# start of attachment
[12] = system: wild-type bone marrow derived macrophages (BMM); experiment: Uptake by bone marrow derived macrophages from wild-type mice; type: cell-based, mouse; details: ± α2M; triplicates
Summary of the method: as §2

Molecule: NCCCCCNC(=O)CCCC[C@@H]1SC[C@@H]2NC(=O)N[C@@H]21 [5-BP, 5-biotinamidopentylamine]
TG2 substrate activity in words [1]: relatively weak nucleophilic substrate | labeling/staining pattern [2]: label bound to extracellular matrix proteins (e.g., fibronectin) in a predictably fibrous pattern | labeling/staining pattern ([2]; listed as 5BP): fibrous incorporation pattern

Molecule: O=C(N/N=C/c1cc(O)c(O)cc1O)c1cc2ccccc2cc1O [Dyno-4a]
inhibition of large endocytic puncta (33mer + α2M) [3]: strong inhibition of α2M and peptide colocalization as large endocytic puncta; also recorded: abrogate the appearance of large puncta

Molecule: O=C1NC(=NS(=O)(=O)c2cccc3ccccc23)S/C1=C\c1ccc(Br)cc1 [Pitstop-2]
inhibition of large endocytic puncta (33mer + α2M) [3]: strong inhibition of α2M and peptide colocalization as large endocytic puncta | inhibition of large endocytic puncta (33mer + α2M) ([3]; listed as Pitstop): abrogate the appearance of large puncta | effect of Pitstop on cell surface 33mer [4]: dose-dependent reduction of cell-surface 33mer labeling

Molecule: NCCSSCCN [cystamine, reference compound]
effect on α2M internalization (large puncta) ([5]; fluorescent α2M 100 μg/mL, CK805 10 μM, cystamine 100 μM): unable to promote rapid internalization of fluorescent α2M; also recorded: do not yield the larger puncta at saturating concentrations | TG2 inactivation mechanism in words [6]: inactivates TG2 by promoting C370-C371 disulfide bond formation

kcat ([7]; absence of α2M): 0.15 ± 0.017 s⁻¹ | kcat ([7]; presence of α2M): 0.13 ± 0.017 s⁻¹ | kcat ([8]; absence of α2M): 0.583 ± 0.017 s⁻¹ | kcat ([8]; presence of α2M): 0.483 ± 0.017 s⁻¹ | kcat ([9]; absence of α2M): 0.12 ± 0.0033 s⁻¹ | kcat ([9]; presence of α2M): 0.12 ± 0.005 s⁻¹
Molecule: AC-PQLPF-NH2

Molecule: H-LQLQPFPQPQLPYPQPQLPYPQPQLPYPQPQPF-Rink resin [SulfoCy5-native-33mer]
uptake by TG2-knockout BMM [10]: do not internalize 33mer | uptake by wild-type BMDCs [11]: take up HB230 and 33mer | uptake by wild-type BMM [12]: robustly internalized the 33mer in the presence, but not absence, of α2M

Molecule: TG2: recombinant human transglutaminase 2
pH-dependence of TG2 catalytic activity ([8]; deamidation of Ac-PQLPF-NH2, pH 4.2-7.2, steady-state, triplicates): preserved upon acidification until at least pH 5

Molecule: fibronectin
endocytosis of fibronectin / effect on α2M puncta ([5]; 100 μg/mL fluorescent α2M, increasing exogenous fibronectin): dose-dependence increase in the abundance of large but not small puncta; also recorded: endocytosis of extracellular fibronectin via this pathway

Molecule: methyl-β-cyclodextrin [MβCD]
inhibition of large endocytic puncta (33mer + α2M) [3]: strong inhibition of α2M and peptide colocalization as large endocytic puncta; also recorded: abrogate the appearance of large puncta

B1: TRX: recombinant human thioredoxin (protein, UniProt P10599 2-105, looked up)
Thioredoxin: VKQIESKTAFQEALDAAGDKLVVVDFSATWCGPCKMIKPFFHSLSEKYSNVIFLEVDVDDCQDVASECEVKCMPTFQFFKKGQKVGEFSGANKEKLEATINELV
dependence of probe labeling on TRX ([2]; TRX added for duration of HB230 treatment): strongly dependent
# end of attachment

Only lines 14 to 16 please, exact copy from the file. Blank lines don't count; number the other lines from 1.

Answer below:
uptake by TG2-knockout BMM [10]: do not internalize 33mer | uptake by wild-type BMDCs [11]: take up HB230 and 33mer | uptake by wild-type BMM [12]: robustly internalized the 33mer in the presence, but not absence, of α2M

Molecule: TG2: recombinant human transglutaminase 2
pH-dependence of TG2 catalytic activity ([8]; deamidation of Ac-PQLPF-NH2, pH 4.2-7.2, steady-state, triplicates): preserved upon acidification until at least pH 5